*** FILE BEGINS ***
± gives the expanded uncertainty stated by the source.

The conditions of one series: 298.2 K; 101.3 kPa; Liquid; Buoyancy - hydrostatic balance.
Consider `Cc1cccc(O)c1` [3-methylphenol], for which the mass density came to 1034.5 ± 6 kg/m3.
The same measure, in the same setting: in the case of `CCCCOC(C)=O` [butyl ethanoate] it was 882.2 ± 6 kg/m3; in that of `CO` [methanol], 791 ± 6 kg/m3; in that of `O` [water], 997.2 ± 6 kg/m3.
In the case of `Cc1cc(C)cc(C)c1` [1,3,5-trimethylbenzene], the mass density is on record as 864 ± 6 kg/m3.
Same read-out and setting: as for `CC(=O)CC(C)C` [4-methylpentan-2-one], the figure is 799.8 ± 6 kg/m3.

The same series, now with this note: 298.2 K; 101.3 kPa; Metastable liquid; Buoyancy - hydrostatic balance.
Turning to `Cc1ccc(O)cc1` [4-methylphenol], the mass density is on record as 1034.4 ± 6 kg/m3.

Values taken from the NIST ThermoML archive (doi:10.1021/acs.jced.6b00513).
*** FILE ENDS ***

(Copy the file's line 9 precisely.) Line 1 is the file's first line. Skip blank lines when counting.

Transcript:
Values taken from the NIST ThermoML archive (doi:10.1021/acs.jced.6b00513).